The phenomenon that is nostalgia is a powerful thing. It reminds us of better times, and of simpler childhoods. Good memories linger with us longer than bad ones – we cling to them – and though one might not give it much thought, for video games, this rings particularly true.
You might feel particularly fond of an old film, or a television show you watched as a child, but video games can run even deeper. The memories attached to them are of things you have done. The time and effort, the emotional investment and competition, can all surmount to a nostalgia so strong it is on an entirely new level. If nostalgia is comparable to homesickness for a place in time that was wonderful and rewarding no matter how difficult, it raises some pretty interesting realisations.
If I stripped myself of all emotional and nostalgic connection to games such as Final Fantasy VII, a game I played at a pretty young age, back when I was first falling in love with the Playstation, I could pretty easily tear it limb from limb objectively. But when it comes to games entangled in your own nostalgia, objectivity is simply thrown out the window, and you sort of have to accept that. The 90’s boxy animation and jarred game mechanics are not what I think of when FFVII comes to mind. Instead, I think of being young, of my mum calling me down for tea, and of ignoring her in favour of dressing Cloud Strife up as a woman in order to sneak into Don Corneo’s mansion. I think of the music, and of saving the world. Video games are not things you observe, but things you do, and for that reason, the brain keeps those narratives and experiences locked tightly with your real life ones.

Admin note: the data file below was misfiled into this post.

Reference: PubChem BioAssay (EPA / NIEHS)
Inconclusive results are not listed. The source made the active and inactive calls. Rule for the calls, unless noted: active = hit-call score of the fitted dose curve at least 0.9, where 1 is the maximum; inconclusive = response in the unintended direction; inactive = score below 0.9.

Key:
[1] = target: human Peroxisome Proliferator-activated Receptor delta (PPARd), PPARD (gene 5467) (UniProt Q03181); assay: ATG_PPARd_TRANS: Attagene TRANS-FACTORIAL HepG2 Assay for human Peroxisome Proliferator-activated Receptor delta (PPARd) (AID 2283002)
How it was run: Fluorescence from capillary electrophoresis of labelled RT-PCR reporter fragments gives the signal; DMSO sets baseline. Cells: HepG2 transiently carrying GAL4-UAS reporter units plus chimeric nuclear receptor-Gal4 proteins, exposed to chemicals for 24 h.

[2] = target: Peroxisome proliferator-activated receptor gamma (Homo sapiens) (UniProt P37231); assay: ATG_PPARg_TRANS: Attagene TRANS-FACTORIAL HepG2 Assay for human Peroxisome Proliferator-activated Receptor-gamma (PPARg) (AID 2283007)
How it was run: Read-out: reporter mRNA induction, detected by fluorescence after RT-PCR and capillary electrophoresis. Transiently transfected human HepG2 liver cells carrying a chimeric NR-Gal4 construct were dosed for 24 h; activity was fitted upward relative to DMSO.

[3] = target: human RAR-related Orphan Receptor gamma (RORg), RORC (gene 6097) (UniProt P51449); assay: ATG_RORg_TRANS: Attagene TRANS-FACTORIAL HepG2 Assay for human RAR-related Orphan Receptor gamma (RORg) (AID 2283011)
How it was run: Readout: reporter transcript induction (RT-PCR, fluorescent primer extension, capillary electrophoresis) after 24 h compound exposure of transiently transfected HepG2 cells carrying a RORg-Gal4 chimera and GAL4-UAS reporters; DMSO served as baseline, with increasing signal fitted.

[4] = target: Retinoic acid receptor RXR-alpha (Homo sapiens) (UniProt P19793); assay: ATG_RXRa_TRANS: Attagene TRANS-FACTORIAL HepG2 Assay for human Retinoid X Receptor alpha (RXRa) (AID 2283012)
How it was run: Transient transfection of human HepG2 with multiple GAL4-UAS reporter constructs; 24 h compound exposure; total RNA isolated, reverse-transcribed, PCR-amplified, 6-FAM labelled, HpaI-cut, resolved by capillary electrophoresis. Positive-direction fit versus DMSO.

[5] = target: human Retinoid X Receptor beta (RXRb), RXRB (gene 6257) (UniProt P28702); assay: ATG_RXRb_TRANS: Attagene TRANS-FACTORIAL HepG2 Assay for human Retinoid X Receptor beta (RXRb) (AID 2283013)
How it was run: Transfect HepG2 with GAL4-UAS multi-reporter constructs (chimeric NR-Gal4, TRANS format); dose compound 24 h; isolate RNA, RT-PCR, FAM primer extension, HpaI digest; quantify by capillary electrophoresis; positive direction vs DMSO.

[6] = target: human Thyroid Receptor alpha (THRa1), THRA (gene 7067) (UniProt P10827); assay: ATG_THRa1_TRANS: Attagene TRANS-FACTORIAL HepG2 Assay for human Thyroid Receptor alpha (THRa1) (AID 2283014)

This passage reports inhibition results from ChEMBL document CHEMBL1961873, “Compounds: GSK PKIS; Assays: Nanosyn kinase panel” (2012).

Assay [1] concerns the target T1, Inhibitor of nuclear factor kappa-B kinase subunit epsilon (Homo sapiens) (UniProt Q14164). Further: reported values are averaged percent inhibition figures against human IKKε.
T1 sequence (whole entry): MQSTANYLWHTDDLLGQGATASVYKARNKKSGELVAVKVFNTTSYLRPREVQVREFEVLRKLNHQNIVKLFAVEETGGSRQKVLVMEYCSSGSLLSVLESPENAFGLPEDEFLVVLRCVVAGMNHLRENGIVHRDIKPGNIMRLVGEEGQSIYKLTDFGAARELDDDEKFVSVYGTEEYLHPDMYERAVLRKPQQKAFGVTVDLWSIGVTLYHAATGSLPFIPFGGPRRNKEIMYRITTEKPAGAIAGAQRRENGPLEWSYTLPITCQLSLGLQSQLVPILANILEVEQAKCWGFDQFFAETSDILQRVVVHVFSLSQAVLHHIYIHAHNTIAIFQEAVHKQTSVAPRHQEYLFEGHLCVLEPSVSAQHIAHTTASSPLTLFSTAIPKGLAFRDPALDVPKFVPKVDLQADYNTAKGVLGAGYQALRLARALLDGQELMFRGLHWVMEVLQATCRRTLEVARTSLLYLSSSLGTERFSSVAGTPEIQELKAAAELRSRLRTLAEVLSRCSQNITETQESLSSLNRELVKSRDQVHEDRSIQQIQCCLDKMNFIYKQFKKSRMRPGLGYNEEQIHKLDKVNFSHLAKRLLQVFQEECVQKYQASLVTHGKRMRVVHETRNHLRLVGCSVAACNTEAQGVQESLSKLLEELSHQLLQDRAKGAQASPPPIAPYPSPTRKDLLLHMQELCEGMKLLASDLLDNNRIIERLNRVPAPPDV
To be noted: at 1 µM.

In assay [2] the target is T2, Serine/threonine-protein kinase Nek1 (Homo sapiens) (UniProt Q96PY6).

It’s not something you really notice until you’re looking at it from the outside. I used to think the original Ratchet and Clank game had the most complex and shell-shocking storyline of anything I had ever consumed, and any exposure to it now would only rekindle a sense of fondness in that regard – but does that make my opinion on the game invalid? I don’t think so.
You see how nostalgia drives the industry even now. Nintendo are still making Super Mario Bros. A game that, objectively, is just running along and jumping on things. Yet behind it, is generations of gamers who can pick that up and immerse themselves in familiar mechanics, music and characters that they love; that make them feel like children again. There may never be a final Final Fantasy. Ganondorf may never cease his devilry, and gaming nostalgia may very well continue to dominate, but that is sort of beautiful.
Video games are not just memories we can recall, but ones we can go back to, and relive. They are places we can revisit again and again. I stand my ground when I say Kingdom Hearts is the stupidest concept for a game ever conceived, but I don’t feel stupid when I am playing it. I feel like a hero.
The supposed ‘issue’ surrounding nostalgic love for video games is something I think has come about more recently, in the face of utterly perfect games. When masterpieces like Witcher 3 are floating around, it is easy to understand the sudden rise in elitism when it comes to games, but again, this seems like a pointless thing to be angry about. Certain games, franchises and even companies have cult followings, but it was these very games, franchises and companies who set the foundations for video games to progress and flourish in the first place.
Maybe some people do go utterly deaf when their favourite childhood games are criticised, but given the fact that opinions are subjective when it comes to enjoyment, I would be quick to dismiss the debate. The new Smash Bros. is clearly perfect, but I would never buy it, because I don’t enjoy games where the plot is just ‘have a fight’ – this is flipping the elitism idea on its head entirely but it shows the point I’m trying to make.
At the end of the day, a game enjoyed is a successful one. Even if that game is by default nothing special. Even if it is ‘technically’ bad, or if every game in the franchise is just a mild variation of its predecessor. If there’s a debate to be had, don’t be afraid of owning your sentimentality. It doesn’t cheapen your opinion of the game, it adds a warm validity to it. It shows that particular video game means something to you. And regardless of perfect graphics, gameplay or writing, if a game means enough that you carry it with you through the years, it was worth every penny.
Image: Kingdom Hearts | Square Enix & Disney